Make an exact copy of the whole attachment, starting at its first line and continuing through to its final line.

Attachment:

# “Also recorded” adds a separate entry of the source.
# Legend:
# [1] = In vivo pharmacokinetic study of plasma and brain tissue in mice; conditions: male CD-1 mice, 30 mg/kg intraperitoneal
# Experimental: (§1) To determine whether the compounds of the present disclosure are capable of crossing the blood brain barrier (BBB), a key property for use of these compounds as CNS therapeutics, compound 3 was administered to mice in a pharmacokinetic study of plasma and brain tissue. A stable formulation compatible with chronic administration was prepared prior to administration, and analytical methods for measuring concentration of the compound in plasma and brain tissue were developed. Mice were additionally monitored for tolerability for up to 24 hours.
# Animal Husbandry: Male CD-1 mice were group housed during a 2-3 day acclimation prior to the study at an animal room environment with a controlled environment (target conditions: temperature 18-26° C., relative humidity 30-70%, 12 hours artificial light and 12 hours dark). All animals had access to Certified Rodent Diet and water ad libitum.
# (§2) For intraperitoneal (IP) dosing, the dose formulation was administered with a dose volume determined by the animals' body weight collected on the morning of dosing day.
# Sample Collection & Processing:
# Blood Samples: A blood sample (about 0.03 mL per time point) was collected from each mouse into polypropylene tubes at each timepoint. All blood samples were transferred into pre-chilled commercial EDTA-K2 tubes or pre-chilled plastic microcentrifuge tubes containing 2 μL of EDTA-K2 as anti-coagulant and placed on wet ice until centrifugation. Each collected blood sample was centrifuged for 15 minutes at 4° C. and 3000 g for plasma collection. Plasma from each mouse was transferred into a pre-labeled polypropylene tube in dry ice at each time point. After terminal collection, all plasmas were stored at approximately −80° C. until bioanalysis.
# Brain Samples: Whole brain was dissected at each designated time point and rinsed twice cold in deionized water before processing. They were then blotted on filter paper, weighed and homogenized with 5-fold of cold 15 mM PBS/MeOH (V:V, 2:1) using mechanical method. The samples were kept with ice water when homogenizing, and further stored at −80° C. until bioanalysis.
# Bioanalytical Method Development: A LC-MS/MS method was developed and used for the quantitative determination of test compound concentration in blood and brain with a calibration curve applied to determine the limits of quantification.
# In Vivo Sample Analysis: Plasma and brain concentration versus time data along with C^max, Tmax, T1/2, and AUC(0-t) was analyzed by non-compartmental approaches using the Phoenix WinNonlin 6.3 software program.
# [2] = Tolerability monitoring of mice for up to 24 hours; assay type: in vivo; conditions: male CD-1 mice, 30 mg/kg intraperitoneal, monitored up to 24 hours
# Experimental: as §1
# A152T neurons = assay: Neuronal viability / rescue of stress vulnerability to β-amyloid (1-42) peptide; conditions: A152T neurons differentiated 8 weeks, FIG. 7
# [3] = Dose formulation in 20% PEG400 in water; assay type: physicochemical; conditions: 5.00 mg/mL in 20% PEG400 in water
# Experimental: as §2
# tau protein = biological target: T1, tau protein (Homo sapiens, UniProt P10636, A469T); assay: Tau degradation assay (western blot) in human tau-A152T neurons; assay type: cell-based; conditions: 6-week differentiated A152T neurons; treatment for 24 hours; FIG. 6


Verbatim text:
# “Also recorded” adds a separate entry of the source.
# Legend:
# [1] = In vivo pharmacokinetic study of plasma and brain tissue in mice; conditions: male CD-1 mice, 30 mg/kg intraperitoneal
# Experimental: (§1) To determine whether the compounds of the present disclosure are capable of crossing the blood brain barrier (BBB), a key property for use of these compounds as CNS therapeutics, compound 3 was administered to mice in a pharmacokinetic study of plasma and brain tissue. A stable formulation compatible with chronic administration was prepared prior to administration, and analytical methods for measuring concentration of the compound in plasma and brain tissue were developed. Mice were additionally monitored for tolerability for up to 24 hours.
# Animal Husbandry: Male CD-1 mice were group housed during a 2-3 day acclimation prior to the study at an animal room environment with a controlled environment (target conditions: temperature 18-26° C., relative humidity 30-70%, 12 hours artificial light and 12 hours dark). All animals had access to Certified Rodent Diet and water ad libitum.
# (§2) For intraperitoneal (IP) dosing, the dose formulation was administered with a dose volume determined by the animals' body weight collected on the morning of dosing day.
# Sample Collection & Processing:
# Blood Samples: A blood sample (about 0.03 mL per time point) was collected from each mouse into polypropylene tubes at each timepoint. All blood samples were transferred into pre-chilled commercial EDTA-K2 tubes or pre-chilled plastic microcentrifuge tubes containing 2 μL of EDTA-K2 as anti-coagulant and placed on wet ice until centrifugation. Each collected blood sample was centrifuged for 15 minutes at 4° C. and 3000 g for plasma collection. Plasma from each mouse was transferred into a pre-labeled polypropylene tube in dry ice at each time point. After terminal collection, all plasmas were stored at approximately −80° C. until bioanalysis.
# Brain Samples: Whole brain was dissected at each designated time point and rinsed twice cold in deionized water before processing. They were then blotted on filter paper, weighed and homogenized with 5-fold of cold 15 mM PBS/MeOH (V:V, 2:1) using mechanical method. The samples were kept with ice water when homogenizing, and further stored at −80° C. until bioanalysis.
# Bioanalytical Method Development: A LC-MS/MS method was developed and used for the quantitative determination of test compound concentration in blood and brain with a calibration curve applied to determine the limits of quantification.
# In Vivo Sample Analysis: Plasma and brain concentration versus time data along with C^max, Tmax, T1/2, and AUC(0-t) was analyzed by non-compartmental approaches using the Phoenix WinNonlin 6.3 software program.
# [2] = Tolerability monitoring of mice for up to 24 hours; assay type: in vivo; conditions: male CD-1 mice, 30 mg/kg intraperitoneal, monitored up to 24 hours
# Experimental: as §1
# A152T neurons = assay: Neuronal viability / rescue of stress vulnerability to β-amyloid (1-42) peptide; conditions: A152T neurons differentiated 8 weeks, FIG. 7
# [3] = Dose formulation in 20% PEG400 in water; assay type: physicochemical; conditions: 5.00 mg/mL in 20% PEG400 in water
# Experimental: as §2
# tau protein = biological target: T1, tau protein (Homo sapiens, UniProt P10636, A469T); assay: Tau degradation assay (western blot) in human tau-A152T neurons; assay type: cell-based; conditions: 6-week differentiated A152T neurons; treatment for 24 hours; FIG. 6